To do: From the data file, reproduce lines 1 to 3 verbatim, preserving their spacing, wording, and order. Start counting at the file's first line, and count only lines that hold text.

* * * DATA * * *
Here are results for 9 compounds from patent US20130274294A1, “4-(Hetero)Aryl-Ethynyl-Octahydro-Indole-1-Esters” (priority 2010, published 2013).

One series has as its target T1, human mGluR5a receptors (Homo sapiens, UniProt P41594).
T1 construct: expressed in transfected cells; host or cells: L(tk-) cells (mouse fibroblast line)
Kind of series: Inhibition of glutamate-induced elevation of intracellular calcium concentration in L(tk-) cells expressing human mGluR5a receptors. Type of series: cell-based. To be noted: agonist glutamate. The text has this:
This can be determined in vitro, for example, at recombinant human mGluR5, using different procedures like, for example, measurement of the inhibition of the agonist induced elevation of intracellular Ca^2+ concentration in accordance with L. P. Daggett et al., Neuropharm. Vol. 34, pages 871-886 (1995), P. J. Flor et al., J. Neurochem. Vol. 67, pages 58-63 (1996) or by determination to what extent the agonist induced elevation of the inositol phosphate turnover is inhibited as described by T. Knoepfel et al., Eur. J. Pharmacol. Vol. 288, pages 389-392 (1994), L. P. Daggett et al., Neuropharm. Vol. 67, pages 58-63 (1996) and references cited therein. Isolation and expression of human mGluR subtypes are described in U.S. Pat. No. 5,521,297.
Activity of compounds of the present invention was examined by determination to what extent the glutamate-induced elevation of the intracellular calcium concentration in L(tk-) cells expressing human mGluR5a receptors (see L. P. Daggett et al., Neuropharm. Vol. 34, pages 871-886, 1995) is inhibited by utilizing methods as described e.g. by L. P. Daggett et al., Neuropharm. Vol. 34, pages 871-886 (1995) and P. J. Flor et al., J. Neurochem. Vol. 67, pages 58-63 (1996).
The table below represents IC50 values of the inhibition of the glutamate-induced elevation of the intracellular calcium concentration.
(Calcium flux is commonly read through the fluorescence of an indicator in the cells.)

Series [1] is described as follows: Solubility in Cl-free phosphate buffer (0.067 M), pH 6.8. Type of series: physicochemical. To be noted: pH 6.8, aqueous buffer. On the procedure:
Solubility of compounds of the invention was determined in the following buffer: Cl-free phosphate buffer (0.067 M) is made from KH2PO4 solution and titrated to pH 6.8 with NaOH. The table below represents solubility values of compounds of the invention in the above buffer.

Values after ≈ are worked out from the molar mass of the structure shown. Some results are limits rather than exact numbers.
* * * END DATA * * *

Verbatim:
Here are results for 9 compounds from patent US20130274294A1, “4-(Hetero)Aryl-Ethynyl-Octahydro-Indole-1-Esters” (priority 2010, published 2013).

One series has as its target T1, human mGluR5a receptors (Homo sapiens, UniProt P41594).
T1 construct: expressed in transfected cells; host or cells: L(tk-) cells (mouse fibroblast line)